But a decade after that preventable death, the political and social context is very different. The country is going through its deepest economic crisis of this century, the authoritarian figure of Fidel Castro is past history, and the officials who have risen to the highest positions in the nation are seen – by most of the population – as a band of useless opportunists. Added to this is the recent opening of stores that sell food and cleaning products but only accept foreign currencies, which has caused a wave of popular outrage at what is seen as “monetary apartheid,” dividing society between those who have dollars and those who do not have dollars. continue reading

In this scenario, further aggravated by the coronavirus pandemic, a group of young people has decided not to eat to demand that the eight-month prison sentence against a rapper be reversed. In a hasty trial Denis Solís was convicted of the alleged offense of contempt against a police officer. The gesture of solidarity by these activists has stirred consciences and, in recent days, there have been signs of support from various sectors, including those who until very recently did not speak out against the repression against dissidents.

International organizations have asked the island’s authorities to release Solís, one hundred filmmakers have joined in an open letter of support for the San Isidro Movement’s strikers, and social networks are seething with calls to preserve the lives of young people through a dialogue that allows their voices to be heard. But the Plaza of the Revolution seems to have chosen, so far, the path of trying to execute their reputations by calling them “marginals” and creators “without known work,” in addition to surrounding the house that serves as the group’s headquarters with a strict police cordon that prevents access to the strikers by friends or relatives.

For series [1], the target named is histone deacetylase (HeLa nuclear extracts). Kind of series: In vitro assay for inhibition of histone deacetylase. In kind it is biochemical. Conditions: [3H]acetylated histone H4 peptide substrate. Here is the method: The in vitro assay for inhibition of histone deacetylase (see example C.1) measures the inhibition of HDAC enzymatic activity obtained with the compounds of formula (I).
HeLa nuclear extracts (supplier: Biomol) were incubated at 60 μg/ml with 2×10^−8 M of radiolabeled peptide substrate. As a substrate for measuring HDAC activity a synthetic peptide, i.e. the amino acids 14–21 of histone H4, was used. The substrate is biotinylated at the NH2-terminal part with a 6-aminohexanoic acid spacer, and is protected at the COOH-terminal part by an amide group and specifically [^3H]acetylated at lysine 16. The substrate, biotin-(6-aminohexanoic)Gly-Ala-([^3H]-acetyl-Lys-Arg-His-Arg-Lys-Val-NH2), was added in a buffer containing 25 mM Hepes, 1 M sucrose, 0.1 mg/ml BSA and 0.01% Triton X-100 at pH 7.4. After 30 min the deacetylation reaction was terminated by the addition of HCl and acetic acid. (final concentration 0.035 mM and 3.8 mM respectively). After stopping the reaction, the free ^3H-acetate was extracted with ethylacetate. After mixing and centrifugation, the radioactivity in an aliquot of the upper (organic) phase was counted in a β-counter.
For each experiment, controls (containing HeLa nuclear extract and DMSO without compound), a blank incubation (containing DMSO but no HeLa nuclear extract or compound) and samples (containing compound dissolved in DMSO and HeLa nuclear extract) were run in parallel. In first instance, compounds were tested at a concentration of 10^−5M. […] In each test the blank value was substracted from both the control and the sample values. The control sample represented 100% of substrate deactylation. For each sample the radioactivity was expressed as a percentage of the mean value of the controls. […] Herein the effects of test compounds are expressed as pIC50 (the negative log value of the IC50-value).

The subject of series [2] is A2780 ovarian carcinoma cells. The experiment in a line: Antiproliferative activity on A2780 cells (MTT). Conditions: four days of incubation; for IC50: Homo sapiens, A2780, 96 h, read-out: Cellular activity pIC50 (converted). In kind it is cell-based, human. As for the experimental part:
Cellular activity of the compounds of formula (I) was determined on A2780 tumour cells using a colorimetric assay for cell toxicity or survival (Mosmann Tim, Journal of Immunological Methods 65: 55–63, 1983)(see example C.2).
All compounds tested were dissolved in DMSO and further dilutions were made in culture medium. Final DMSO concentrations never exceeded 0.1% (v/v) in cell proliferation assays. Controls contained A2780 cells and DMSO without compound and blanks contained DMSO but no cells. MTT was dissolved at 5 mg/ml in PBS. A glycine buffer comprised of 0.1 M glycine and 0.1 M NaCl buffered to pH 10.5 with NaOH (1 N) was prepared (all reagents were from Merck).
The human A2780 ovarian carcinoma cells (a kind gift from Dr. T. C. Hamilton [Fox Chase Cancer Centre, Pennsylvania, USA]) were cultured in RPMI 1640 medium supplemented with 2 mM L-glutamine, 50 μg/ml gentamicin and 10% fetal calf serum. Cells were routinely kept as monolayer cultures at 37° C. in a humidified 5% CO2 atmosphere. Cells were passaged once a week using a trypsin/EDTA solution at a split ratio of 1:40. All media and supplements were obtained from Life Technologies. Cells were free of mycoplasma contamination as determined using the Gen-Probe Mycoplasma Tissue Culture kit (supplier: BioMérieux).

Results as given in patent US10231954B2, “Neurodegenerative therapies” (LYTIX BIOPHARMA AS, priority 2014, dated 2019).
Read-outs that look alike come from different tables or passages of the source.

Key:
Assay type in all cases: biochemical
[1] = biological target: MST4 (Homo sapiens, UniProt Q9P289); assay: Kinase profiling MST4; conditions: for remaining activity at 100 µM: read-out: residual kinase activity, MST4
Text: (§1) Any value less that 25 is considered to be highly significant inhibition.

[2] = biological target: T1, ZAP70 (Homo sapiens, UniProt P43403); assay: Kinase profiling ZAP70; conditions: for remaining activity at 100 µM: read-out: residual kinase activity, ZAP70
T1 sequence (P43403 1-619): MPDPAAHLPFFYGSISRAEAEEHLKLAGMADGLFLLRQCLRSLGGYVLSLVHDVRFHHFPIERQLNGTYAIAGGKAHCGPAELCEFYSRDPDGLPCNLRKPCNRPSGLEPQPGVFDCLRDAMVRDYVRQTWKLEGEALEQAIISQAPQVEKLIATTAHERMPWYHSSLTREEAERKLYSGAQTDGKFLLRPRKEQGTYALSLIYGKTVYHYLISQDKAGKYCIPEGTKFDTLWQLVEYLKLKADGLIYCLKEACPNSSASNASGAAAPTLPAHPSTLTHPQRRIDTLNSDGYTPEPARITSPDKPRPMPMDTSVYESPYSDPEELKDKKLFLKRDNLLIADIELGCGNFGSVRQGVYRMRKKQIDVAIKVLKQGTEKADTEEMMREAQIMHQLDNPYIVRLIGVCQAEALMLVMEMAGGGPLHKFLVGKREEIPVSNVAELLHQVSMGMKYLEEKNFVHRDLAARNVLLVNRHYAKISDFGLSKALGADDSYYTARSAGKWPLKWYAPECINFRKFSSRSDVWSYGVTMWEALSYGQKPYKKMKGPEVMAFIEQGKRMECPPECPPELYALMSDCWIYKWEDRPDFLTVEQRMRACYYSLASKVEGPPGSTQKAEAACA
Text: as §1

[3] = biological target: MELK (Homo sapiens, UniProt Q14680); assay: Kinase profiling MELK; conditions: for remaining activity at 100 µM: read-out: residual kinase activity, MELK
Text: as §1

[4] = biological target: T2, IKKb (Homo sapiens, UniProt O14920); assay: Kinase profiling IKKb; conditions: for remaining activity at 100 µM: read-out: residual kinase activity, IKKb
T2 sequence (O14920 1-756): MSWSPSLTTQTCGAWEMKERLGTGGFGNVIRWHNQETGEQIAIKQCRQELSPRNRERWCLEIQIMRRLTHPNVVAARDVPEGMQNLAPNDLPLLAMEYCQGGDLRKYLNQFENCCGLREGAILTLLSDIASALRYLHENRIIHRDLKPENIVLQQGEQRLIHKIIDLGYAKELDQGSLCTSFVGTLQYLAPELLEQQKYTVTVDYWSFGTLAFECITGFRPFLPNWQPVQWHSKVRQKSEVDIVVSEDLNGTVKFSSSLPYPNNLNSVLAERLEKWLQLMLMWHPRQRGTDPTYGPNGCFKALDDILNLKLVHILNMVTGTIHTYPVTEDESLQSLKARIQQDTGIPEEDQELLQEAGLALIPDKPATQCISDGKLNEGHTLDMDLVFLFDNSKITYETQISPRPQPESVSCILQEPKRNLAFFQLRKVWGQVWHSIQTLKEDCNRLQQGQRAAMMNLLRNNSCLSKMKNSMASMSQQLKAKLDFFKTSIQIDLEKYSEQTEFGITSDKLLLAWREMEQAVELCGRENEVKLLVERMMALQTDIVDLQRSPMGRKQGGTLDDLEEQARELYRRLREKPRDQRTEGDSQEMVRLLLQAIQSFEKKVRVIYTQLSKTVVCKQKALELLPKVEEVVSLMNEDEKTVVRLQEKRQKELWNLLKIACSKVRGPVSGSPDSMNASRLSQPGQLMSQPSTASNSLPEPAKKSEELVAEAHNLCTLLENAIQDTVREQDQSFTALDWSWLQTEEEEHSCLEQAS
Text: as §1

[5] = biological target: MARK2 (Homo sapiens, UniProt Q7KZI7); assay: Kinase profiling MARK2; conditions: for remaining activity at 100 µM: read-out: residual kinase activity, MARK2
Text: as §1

Several empty stomachs and a dilapidated house in a poor Havana neighborhood are now the main battle front against a desperate and dangerous system.


This text was originally published  in Deutsche Welle for Latin America.


COLLABORATE WITH OUR WORK: The 14ymedio team is committed to practicing serious journalism that reflects Cuba’s reality in all its depth. Thank you for joining us on this long journey. We invite you to continue supporting us by becoming a member of 14ymedio now. Together we can continue transforming journalism in Cuba.

Where Are Arantxa and Other Useful Fools Now?

The Youth Labor Army (EJT) market on 17th street, in Havana, these past days. (14ymedio)

14ymedio bigger14ymedio, Yoani Sánchez, Havana, 19 November 2020 — With a casual tone, under the Havana summer sun, the Spanish political scientist Arantxa Tirado recorded a video last year where she explained the wonders of the Cuban economy, wonders that allowed a person to have three meals a day and even a snack for only 30 euros per month. Now, the same market that served as the setting for her dissertation is practically empty, but the protagonist of that panegyric is missing, not here to film this other side of reality.